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Tuesday, March 14, 2006

The chareidim of old, Part III

Along with his public service, which caused him to travel often to Germany in order to raise funds for the ‘Bikkur Cholim’ hospital in Yerushalaim, Rabbi Yoel Moshe continued to work for the honor of the Torah. He was the gabbai of the central synagogue ‘Beit Yaakov’ (the Churba) which his predecessors labored to build and he gave over a daily shiur in gemara there.

The success in the establishment of new neighborhoods motivated the residents of Yerushalaim to proceed to the next stage of development. Rabbi Yoel Moshe understood that the pasuk in Isaiah (65:21) “they shall build houses, and inhabit them; and they shall plant vineyards, and eat the fruit of them” as speaks first of the building of houses – that is new neighborhoods – and then the development of agriculture. Thus, he established the ‘company of the settlement of the land of Israel’ (חברת יישוב ארץ ישראל) in 1874.

Before Petach Tikva was established, there were several attempts at purchasing land that failed. First, there was an attempt to buy government land next to Yericho. Rabbi Meir Auerbach (author of Imrei Bina), the Rabbi of Yerushalaim, joined in this endeavor and half of the stocks of the project were entrusted to his safekeeping. Already at this early point, it was decided to call the new settlement ‘Petach Tikva,’ from the verse in Hosea which described the transformation of a murky valley (עמק עכור) into a new hope (פתח תקווה). Emek Akur, where Achan ben Karmi was put to death is located in the vicinity of Yericho, and thus the name was particularly fitting.

It is interesting to note that in the book Kol HaTor, the name ‘Petach Tikva’ appears as one of the 155 traits of Mashiach ben Yosef, who according to the Gr”a, has the function of establishing agricultural settlements in the Holy land. There is no clear source testifying that the members of the group had such hidden intentions in their choice of this name. But it is a safe assumption that a connection exists.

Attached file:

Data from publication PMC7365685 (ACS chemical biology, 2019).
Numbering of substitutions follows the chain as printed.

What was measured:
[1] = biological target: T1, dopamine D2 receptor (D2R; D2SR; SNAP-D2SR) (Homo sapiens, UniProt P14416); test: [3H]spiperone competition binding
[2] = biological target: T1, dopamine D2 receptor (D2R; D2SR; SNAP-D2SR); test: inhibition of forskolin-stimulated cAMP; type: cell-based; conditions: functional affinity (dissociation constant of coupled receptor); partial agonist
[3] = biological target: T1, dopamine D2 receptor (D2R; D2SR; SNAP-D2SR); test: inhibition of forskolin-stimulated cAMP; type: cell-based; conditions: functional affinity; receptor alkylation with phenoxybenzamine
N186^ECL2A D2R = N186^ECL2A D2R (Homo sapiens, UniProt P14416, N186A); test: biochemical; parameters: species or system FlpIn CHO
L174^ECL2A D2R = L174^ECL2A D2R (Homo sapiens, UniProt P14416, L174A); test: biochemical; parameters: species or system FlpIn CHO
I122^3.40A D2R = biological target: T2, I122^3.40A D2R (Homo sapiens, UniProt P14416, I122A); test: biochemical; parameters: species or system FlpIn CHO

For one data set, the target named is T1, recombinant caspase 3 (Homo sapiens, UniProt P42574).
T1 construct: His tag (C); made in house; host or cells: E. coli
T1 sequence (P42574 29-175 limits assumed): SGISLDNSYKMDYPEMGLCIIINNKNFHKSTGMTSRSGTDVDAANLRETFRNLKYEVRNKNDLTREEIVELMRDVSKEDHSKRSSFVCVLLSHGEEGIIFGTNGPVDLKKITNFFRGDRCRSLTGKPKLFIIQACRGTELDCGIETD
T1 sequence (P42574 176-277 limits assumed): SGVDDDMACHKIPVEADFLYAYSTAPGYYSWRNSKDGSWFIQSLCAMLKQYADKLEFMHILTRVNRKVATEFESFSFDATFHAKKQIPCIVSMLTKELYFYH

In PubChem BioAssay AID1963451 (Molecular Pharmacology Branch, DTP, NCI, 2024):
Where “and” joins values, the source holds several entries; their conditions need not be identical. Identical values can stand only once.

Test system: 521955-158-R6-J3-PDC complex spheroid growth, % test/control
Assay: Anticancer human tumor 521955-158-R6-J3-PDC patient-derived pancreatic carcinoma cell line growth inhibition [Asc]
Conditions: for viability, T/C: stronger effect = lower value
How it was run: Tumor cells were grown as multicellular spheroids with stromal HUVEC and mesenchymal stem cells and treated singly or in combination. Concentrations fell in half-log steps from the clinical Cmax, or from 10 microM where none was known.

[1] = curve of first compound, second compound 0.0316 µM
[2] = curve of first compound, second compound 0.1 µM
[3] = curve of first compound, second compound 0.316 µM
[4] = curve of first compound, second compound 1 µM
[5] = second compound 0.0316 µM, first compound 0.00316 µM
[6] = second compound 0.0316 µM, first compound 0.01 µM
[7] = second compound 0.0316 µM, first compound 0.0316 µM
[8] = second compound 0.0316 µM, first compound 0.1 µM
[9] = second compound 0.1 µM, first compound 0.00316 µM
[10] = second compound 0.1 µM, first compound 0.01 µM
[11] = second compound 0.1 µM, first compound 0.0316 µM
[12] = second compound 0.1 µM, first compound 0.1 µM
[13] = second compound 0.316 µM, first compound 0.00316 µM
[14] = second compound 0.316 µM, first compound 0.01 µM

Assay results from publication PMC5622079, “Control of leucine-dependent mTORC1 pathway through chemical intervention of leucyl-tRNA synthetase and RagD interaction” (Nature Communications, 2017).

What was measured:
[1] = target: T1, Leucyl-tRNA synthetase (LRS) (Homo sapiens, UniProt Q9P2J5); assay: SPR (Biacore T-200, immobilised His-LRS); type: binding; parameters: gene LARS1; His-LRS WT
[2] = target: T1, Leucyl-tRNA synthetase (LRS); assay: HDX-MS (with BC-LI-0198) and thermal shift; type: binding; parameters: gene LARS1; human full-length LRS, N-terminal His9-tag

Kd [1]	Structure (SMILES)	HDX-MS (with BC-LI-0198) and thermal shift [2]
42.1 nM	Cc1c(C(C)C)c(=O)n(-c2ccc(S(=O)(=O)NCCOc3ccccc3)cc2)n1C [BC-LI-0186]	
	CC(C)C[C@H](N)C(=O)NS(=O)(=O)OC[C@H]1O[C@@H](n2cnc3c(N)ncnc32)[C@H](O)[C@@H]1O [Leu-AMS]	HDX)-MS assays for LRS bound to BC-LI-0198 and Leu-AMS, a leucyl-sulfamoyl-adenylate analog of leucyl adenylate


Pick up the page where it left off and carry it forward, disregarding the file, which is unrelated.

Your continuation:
The attempt at purchacing land in the Jordan valley failed after the Turkish sultan began to worry about the sale of land to foreign citizens (Rav Yoel Moshe was a citizen of Germany and his colleagues were citizens of other European states). The sultan bought the lands himself and turned them into lands of the monarchy.

One of those involved in the Yericho affair was Rabbi David Meir Guttman, a wealthy Jew who had recently made aliya from Hungary and was enthusiastic to establish Jewish settlements in the land. He spent much of his personal funds on such endeavors. What motivated Guttman to make aliya was the religious situation in Chutz LaAretz. In Hungary, from which Guttman made aliya, the Haskala and reform movements made major inroads and the status of Judaism continued to decline. Guttman hoped that it would be possible to create in the land of Israel a new Jewish population center, true to the Torah, and which does not suffer from the religious problems of the Diaspora.

It is interesting to note that decades later, the question that bothered many potential olim was how they would get along from a religious perspective in the ‘secular’ Land of Israel. In Guttman’s days, those settling the land were all ‘chareidi,’ so there was much logic in Guttman’s vision.

To be continued …